How Geotagged Social Media Can Inform Modern Travelers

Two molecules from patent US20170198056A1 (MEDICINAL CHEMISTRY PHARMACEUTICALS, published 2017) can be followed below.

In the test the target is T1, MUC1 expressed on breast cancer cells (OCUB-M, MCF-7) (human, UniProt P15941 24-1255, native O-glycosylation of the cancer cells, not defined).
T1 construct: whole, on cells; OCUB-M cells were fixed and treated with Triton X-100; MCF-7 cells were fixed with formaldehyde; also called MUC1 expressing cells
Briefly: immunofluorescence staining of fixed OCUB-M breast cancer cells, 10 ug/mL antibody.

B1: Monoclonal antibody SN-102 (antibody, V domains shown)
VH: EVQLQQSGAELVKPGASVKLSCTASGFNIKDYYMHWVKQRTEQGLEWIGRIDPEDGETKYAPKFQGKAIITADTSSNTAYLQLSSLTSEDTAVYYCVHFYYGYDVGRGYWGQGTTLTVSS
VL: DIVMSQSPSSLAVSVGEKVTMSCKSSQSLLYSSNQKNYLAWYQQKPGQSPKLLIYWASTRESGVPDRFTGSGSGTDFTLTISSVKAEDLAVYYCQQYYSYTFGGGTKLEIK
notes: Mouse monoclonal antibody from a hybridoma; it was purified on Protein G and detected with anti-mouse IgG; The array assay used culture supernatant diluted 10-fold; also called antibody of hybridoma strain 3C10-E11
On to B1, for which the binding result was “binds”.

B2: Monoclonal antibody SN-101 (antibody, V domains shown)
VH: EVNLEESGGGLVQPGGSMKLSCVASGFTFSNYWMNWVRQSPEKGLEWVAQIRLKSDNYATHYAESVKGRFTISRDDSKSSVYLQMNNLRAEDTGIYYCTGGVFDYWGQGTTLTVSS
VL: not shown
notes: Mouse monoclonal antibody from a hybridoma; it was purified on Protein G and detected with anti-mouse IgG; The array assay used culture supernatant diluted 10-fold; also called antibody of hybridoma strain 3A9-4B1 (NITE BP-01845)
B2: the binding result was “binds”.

Modern tourists travel in new ways. The rising class of so-called “Creative tourists” prefer to explore everyday life instead of simply ticking off a list of sights to see. However, travel guides all currently represent places as simply a collection of sights. At the same time, public geotagged social media data is opening a new world of ways to investigate another place. In this thesis, I describe efforts to bring these trends together, by developing neighborhood guides for travelers, based on social media. I first investigate why people geotag and where this public geotagged data comes from. Then, after developing a model of what tourists want through a series of interviews and surveys, I develop a prototype social-media-based neighborhood guide for travelers. By an iterative user study and quantitative investigation into photo sources, I find that this data can give users an ideal glimpse into a new city. Implications are widespread: I show not only how social media can be used to help people travel, but also develop a perspective on what social media tells, and does not tell, about cities and neighborhoods. I show that social media provides an idealized qualitative image into a city, while perhaps not reflecting the objective, quantitative reality. This matches tourists’ needs ideally, providing an exciting new opportunity for a new generation of tourism tools.